Jacob Anthony Chansley, also known as Jake Angeli and the “QAnon Shaman,” takes part in a demonstration in Peoria, Ariz., Oct. 15, 2020.

Jacob Anthony Chansley, also known as Jake Angeli and the “QAnon Shaman,” takes part in a demonstration in Peoria, Ariz., Oct. 15, 2020. (Wikimedia Commons)

WASHINGTON — The bare-chested man photographed on Jan. 6 standing on the Senate dais in horns, fur-lined headdress and red-white-and-blue face paint pleaded guilty Friday to felony obstruction of Congress in the Capitol riot, potentially facing at least three years in prison.

Known as the “QAnon Shaman,” Jacob Anthony Chansley became one of the most visible participants in the storming of the U.S. Capitol. He was captured in news coverage worldwide chanting, praying and shouting expletives about Mike Pence being a “traitor” while holding a flag-draped spear at the vice president’s presiding desk in the Senate chamber.

“It’s Only A Matter of Time. Justice Is Coming!” Chansley, 34, admitted writing on a note left at the desk.

On Friday, Chansley in a deal with prosecutors pleaded guilty to one of six charged counts: corruptly obstructing, influencing, or impeding an official proceeding, a joint session of Congress meeting to certify the 2020 presidential election.

A former actor and self-described QAnon conspiracy follower, Chansley faces an estimated prison term of 41 to 51 months under advisory federal guidelines at his sentencing on Nov. 17, U.S. prosecutor Kimberly Paschall said.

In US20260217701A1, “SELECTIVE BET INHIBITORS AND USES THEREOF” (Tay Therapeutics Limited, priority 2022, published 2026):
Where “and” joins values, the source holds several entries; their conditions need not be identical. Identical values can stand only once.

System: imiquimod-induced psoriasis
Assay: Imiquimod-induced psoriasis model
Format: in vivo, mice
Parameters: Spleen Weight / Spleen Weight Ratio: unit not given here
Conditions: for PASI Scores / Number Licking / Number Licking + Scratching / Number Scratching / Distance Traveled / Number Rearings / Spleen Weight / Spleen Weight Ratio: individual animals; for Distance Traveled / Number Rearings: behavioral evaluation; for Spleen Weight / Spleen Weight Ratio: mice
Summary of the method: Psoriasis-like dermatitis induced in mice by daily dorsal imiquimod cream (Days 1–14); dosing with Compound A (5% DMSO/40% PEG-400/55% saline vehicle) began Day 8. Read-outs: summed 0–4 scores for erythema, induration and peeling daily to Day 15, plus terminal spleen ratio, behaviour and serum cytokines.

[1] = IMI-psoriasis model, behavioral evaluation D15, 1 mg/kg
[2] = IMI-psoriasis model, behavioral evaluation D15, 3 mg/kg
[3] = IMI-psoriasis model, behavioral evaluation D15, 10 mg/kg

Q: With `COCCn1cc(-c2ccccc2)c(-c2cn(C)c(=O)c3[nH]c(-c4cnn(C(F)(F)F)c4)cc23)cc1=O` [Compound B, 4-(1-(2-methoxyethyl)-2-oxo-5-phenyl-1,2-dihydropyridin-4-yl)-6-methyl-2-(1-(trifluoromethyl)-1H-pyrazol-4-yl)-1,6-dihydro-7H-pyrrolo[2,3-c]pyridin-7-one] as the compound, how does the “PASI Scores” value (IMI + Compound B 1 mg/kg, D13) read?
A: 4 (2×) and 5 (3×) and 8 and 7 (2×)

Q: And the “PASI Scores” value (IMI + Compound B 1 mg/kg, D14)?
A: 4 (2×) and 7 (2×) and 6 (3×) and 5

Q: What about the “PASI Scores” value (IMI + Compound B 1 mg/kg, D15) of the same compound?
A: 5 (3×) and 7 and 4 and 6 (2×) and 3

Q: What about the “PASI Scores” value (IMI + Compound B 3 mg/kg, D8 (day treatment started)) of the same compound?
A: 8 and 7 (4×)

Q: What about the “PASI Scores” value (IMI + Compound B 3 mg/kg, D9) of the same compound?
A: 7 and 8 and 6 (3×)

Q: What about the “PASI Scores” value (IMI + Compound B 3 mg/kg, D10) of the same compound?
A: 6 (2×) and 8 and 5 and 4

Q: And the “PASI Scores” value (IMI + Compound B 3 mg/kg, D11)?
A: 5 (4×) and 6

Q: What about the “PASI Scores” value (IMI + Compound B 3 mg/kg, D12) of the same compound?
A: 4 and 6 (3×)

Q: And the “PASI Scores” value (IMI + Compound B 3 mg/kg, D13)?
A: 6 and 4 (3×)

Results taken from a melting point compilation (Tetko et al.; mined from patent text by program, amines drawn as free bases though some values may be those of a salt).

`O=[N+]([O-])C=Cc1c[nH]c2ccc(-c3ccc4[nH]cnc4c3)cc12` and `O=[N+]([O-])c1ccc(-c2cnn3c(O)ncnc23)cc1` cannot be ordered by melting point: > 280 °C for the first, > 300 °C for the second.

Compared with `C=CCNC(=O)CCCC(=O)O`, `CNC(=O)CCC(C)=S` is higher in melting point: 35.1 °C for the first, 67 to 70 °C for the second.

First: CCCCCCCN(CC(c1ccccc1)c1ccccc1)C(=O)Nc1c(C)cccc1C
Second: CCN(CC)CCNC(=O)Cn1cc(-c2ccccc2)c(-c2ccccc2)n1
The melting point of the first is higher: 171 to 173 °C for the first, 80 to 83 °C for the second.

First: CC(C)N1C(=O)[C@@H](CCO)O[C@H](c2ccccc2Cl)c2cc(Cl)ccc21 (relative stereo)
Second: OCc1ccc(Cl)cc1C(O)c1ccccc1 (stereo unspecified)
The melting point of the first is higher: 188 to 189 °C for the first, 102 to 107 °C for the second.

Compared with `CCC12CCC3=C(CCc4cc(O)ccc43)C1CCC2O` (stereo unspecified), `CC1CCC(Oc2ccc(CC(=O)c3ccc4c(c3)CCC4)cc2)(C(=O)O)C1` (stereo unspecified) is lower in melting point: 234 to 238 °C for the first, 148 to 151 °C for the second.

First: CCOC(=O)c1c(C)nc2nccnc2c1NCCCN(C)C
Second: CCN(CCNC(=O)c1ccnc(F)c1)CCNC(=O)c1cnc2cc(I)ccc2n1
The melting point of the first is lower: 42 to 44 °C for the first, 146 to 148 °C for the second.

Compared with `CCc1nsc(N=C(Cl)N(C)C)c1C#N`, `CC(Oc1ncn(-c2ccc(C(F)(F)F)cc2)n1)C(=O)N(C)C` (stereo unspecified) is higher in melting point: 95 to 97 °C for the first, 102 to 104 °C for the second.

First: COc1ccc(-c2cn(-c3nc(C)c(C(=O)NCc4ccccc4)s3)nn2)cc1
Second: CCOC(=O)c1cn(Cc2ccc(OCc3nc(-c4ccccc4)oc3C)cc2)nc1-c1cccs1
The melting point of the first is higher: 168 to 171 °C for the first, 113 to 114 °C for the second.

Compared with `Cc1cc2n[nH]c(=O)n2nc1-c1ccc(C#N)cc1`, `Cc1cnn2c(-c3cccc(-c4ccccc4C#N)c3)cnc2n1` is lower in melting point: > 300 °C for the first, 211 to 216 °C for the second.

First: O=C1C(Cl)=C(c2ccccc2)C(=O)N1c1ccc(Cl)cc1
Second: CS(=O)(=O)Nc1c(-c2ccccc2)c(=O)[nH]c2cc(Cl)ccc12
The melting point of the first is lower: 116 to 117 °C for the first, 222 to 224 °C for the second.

Chansley also served in the Navy as a supply clerk from September 2005 to October 2007, leaving the service as a seaman apprentice, according to his personnel record.

“That is really what happened? . . . And you are in fact guilty?” U.S. District Judge Royce Lamberth asked at a plea hearing in federal court in Washington.

“Yes, your honor,” said Chansley, who appeared by video-teleconference from a low-security federal prison complex in Littleton, Colo., where he was taken in July for psychiatric evaluation.

Chansley is one of a little more than 50 people who have pleaded guilty among 600 charged so far in the Capitol breach, which authorities said contributed to five deaths, assaults against 139 police officers and, later, suicides among law enforcement who responded.

Chansley’s case highlighted the role played by the far-right QAnon extremist ideology in radicalizing some would-be insurrectionists.

The FBI has reported that more than 20 self-identified QAnon adherents were arrested in the riot, and one, Air Force veteran Ashli Babbitt, was fatally shot by police while breaching a barricaded House Speaker’s Lobby door. QAnon’s unidentified online “prophet” had promised in thousands of cryptic postsbased on discredited claims that former President Donald Trump was leading a spiritual war against a cabal of Satan-worshipping “global elites” and “deep state” international child-sex traffickers who control the world, a struggle to culminate in a mass roundup of enemies.

In costume and using the name Jacob Angeli, Chansley was repeatedly photographed and interviewed in 2020 at pro-Trump rallies, often carrying a sign that read, “Q sent me.”

“When you really do enough research, it all ties together,” he told the Arizona Republic about QAnon.

In social media posts before the riot, Chansley advocated “identifying and then hanging those he believes to be traitors within the United States government,” according to court documents. FBI agents say that in interviews with them, Chansley said he had plans to go to the Arizona Capitol and might engage in similar acts in the future.